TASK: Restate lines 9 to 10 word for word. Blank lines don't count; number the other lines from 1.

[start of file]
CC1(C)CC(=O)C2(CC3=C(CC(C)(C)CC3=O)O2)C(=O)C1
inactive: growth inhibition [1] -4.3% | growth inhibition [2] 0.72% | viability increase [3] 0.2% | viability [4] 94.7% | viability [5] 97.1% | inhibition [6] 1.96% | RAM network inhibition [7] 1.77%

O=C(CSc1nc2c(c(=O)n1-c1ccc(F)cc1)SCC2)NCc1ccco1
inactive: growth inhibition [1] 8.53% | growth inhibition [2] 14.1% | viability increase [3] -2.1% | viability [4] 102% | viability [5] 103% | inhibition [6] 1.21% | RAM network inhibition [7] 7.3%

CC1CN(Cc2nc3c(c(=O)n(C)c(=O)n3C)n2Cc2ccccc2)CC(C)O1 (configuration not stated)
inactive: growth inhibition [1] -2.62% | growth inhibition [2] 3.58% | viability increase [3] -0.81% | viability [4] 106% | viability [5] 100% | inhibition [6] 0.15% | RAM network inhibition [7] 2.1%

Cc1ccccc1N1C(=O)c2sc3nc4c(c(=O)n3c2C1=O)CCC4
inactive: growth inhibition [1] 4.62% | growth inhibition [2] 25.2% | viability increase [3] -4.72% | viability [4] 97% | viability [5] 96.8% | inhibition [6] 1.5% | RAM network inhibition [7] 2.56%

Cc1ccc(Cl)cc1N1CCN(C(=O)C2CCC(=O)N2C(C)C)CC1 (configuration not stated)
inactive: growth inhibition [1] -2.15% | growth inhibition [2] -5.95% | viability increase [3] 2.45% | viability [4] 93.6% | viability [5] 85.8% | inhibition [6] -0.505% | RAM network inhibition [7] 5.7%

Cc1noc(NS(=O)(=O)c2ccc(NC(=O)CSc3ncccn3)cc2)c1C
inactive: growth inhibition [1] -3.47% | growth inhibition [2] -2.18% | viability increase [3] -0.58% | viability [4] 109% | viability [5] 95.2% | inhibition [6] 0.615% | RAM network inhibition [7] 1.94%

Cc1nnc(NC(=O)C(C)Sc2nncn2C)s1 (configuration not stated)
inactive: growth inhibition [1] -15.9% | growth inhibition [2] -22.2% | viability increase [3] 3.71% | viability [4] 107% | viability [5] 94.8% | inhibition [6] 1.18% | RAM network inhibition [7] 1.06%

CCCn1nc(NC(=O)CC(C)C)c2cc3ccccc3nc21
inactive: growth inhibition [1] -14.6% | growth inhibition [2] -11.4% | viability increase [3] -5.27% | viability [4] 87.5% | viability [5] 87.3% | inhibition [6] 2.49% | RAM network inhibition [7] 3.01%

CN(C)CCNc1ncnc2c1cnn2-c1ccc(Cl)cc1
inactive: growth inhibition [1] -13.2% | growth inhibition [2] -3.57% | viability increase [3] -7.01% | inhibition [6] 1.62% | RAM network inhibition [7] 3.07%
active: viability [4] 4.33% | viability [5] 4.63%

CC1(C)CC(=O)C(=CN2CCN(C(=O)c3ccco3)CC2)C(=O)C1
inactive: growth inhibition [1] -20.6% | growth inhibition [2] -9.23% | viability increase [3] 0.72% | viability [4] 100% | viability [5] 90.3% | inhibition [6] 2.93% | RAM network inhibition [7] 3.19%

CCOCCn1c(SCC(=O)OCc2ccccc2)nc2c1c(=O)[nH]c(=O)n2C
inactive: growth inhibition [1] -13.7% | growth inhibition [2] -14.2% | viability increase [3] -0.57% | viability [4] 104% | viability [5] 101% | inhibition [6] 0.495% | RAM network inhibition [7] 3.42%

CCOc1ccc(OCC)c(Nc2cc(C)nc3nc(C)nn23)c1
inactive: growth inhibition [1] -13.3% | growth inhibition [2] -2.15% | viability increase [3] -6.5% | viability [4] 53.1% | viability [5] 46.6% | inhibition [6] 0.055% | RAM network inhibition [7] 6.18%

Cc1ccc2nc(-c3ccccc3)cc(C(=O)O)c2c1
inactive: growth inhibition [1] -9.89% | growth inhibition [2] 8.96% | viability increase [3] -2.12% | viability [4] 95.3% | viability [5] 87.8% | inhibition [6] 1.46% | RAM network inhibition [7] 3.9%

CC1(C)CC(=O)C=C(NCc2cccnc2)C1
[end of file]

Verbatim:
Cc1ccc(Cl)cc1N1CCN(C(=O)C2CCC(=O)N2C(C)C)CC1 (configuration not stated)
inactive: growth inhibition [1] -2.15% | growth inhibition [2] -5.95% | viability increase [3] 2.45% | viability [4] 93.6% | viability [5] 85.8% | inhibition [6] -0.505% | RAM network inhibition [7] 5.7%